Representational image of mourning Mexican legend Chabelo's death. Pixabay

Millions of Mexican families gathered around their televisions every Sunday morning for nearly 50 years to watch Chabelo.

The Mexican actor, entertainer, and businessman Xavier López Rodriguez, who died on Saturday at the age of 88, portrayed the squeaky-voiced, short-dressed child character.

En Familia con Chabelo (Family Time with Chabelo), his children's game show, aired live every Sunday for 45 years and even made the Guinness Book of Records for its exceptional duration of transmission.

A sizable online fanbase was created in honor of Chabelo's apparent immortality as a result of his endurance.

Although the television show ended in 2015, memes about the character persisted for years. Some even claimed he had lived through the Big Bang or inserted him into historical events in Mexico or at the Last Supper.

López was born to Mexican parents in Chicago, Illinois, on Feb. 17, 1935. Shortly after, the family relocated back to León, a city in central Mexico, where he and his two sisters were reared.

He stated that he had lived in Mexico "all my life and I consider myself 100% Mexican" in the journal Caras in 2020.

Due to his dual citizenship, he was drafted into the U.S. army at 18 during the Korean War; however, the war ended before he could take part, so he served only briefly on a military base in California.

He later went back to Mexico to finish his medical education, where he spent many years practicing medicine in a private facility.

He began working as a part-time assistant at the Televisa offices in Mexico while he was still a medical student. He began filling in for actors who were running late for performances, and on one occasion, he was requested to read a joke about a boy called Chabelo live on the air.

His character became one of the Pepsi brand's faces in the 1950s. Before starting his radio program, La hora de Chabelo, in Mexico, Lopez was featured in their advertisements across North and South America. (The Chabelo Half Hour).

However, his television cemented his place in Mexican society for all time. Every Sunday morning since its debut in December 1968, En Familia con Chabelo has been aired live.

Families would appear on the show and participate in games and challenges for prizes, such as running in hamster wheels, climbing greasy poles, or crossing the studio with a huge water balloon between their legs.

Additionally, tens of millions of kids from all over Mexico would gather in front of their TVs to interact with Chabelo.

Growing up in Zacatecas in the 1980s, Roberto Carrera Maldonado used to wake up early every week to catch the show. "It was the highlight of Sunday morning," he said. "We had only one TV at home - my sister and I watched on low volume so we didn't wake up our parents.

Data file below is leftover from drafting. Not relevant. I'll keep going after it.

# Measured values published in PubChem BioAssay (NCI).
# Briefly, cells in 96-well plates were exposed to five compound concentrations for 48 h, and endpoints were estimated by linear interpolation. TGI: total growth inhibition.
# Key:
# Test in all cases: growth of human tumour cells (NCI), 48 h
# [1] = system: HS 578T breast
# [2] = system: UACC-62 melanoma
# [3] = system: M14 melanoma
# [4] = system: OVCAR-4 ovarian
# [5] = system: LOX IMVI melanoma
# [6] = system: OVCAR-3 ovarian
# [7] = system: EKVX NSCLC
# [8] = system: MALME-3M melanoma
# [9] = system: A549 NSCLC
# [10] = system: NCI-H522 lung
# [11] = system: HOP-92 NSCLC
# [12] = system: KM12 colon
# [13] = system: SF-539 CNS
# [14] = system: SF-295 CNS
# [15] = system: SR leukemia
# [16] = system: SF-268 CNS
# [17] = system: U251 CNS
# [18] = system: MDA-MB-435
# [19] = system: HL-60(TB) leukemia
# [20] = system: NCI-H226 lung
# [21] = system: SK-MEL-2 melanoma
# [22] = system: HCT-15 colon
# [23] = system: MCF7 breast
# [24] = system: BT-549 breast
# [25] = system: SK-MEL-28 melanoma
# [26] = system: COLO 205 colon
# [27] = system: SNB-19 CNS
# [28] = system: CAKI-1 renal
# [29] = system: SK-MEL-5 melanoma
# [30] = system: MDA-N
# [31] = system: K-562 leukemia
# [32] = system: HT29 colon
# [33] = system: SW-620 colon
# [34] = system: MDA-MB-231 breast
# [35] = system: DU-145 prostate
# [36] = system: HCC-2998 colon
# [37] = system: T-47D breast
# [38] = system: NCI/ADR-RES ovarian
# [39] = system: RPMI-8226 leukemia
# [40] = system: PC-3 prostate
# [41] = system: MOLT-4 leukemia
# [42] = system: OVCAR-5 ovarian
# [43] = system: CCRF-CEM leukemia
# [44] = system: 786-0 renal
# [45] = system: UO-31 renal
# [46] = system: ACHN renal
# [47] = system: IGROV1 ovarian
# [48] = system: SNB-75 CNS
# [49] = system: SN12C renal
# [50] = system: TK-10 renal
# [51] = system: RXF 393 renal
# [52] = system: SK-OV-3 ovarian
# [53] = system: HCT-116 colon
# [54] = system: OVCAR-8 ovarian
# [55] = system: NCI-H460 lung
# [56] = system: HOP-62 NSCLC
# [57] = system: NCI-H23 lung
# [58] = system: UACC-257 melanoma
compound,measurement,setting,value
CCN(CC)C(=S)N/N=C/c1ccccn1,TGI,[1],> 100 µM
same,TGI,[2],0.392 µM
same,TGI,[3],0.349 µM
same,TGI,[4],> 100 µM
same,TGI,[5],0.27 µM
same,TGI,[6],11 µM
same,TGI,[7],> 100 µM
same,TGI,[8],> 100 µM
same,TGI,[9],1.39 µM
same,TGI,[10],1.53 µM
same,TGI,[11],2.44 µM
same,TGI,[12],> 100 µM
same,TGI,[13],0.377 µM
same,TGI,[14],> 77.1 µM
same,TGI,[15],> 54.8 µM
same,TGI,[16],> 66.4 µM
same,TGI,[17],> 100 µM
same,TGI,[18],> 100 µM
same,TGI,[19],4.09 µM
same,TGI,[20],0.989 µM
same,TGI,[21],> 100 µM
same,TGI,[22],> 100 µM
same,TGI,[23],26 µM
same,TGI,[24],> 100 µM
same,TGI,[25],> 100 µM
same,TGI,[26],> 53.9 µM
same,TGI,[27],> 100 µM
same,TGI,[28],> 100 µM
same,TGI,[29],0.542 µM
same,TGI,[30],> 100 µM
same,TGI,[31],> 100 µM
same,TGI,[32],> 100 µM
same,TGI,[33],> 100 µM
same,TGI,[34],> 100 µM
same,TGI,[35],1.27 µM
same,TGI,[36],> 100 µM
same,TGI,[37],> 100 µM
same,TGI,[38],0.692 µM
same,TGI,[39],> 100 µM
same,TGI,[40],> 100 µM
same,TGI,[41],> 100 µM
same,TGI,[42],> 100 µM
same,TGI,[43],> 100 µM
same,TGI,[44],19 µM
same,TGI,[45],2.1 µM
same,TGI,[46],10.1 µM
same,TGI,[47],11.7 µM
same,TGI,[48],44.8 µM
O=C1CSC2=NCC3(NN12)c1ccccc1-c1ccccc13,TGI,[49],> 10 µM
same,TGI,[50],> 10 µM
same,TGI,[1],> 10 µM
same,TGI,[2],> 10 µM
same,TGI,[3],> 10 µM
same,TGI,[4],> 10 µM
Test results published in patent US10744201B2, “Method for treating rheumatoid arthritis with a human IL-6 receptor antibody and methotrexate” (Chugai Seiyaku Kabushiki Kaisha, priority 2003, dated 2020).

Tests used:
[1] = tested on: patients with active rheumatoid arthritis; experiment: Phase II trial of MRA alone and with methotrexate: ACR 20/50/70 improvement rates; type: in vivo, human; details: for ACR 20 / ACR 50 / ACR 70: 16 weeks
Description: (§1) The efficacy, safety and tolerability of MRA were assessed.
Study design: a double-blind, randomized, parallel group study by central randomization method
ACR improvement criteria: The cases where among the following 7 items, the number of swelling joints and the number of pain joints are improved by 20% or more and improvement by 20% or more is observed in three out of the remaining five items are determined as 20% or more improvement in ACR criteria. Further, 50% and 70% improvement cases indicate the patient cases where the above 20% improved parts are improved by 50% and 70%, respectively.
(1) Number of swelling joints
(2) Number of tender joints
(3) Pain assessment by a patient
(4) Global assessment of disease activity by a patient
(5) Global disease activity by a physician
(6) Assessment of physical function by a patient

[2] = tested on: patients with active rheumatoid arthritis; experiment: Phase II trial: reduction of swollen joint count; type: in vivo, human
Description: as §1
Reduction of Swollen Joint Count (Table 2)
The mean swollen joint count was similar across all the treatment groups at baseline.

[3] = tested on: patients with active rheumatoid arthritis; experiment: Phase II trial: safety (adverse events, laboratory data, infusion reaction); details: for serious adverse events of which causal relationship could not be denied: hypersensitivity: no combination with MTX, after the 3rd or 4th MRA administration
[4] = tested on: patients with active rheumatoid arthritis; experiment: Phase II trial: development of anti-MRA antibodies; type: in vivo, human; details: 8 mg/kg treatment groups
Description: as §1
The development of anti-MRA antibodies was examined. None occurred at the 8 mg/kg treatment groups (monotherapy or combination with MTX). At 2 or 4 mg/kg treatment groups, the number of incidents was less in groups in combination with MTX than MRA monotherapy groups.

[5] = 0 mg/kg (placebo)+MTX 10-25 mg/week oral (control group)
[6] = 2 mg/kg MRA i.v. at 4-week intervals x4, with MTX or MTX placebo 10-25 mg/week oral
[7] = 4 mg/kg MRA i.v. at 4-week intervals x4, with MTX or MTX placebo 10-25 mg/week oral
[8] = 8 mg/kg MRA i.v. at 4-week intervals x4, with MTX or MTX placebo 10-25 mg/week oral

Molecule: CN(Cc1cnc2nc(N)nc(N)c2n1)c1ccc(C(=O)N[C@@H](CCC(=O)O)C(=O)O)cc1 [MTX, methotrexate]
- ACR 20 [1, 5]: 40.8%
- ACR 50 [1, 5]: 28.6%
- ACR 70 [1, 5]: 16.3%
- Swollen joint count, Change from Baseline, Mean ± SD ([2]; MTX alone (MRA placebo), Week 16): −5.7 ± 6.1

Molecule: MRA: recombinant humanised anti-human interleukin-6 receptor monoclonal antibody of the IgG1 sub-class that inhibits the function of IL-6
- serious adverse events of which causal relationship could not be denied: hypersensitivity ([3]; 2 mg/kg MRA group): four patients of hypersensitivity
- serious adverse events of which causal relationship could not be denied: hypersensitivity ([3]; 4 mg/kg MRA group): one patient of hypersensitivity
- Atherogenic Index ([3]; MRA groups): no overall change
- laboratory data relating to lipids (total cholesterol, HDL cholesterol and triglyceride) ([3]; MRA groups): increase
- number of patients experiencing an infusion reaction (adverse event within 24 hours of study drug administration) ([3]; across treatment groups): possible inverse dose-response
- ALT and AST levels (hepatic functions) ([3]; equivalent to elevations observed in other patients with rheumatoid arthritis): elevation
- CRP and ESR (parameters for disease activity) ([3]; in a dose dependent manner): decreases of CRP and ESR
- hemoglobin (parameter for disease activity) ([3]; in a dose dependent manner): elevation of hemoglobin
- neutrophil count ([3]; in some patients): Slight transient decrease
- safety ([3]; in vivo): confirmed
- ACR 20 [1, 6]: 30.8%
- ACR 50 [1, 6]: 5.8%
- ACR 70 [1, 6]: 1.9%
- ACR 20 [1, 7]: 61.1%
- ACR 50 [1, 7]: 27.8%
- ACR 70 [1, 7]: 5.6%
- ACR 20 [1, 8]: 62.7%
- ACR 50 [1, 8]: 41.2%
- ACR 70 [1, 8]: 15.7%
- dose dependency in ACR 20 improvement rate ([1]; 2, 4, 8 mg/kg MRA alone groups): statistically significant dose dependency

"Parents used [the show] to keep children quiet while they were trying to get more of a snooze," he said. "I was really program jealous of the children able to go [on the show]. I always wondered how to get on there."

Ms. Martínez was in the audience for one of his shows in the late 1970s.

"I will never forgive her for that," she said.

"I remember I was disappointed because you expected it was the same thing you would watch on TV - Chabelo really close to you, and he had clowns, and he had hostesses, adorable girls with mini skirts. But everything [in the studio] was so far away, it was dark [and the show] was very, very long," She remembers her grandmother waking her up at 06:00 to queue outside the studio in Mexico City for a live broadcast.

There was a special segment called La Catafixia at the end of the show.

The prizes were hidden behind three numbered doors, and Chabelo would offer contestants the chance to gamble what they had earned throughout the show for them.

The players would have to make their decisions despite the audience being aware of the choices, which could include inexpensive presents like candy and toys, white and electronic goods, furniture, or even a vehicle.

The furniture business Muebles Troncoso was one of many sponsors of the prizes that ultimately rose to fame as a result of the program.

This aspect of chance—risking the winnings from the program for a prize that might end up being worse—has since become a phrase in Mexican Spanish that means a lottery or a risky gamble.

"It's used by many Mexicans to signify this - like, 'I'm not going to catafixia my dreams for something'. People use it," Ms. Martínez said. "I don't even know if it's a real word!"

The program finally ended in 2015, although for years afterward every Sunday, a flurry of memes appeared about Chabelo, lamenting the end of the iconic show.

López himself - who still occasionally acted in his later years, including voicing a minor character in the Spanish-language version of the Pixar film Coco - was never offended by his online popularity, reports BBC.

"I am very grateful to each and every one of the people who take the trouble to make a meme about me," he told the news program, Hoy. "Maybe they think they are offensive, I don't take it that way, with all my heart... I say thank you."

"His show lasted so long," Ms. Martínez said. "My aunts and uncles got to see him, he used to be a figure in their childhood. And then I was born and he was a figure in my childhood.

"Many decades passed, and my brother's son Gael - who must be 17, 18 - he grew up watching this dude. Same program, same show, on Sunday, live.

"I think this is why there is this image that he's been here forever - not so much that he's old, but because his show spans so many generations."

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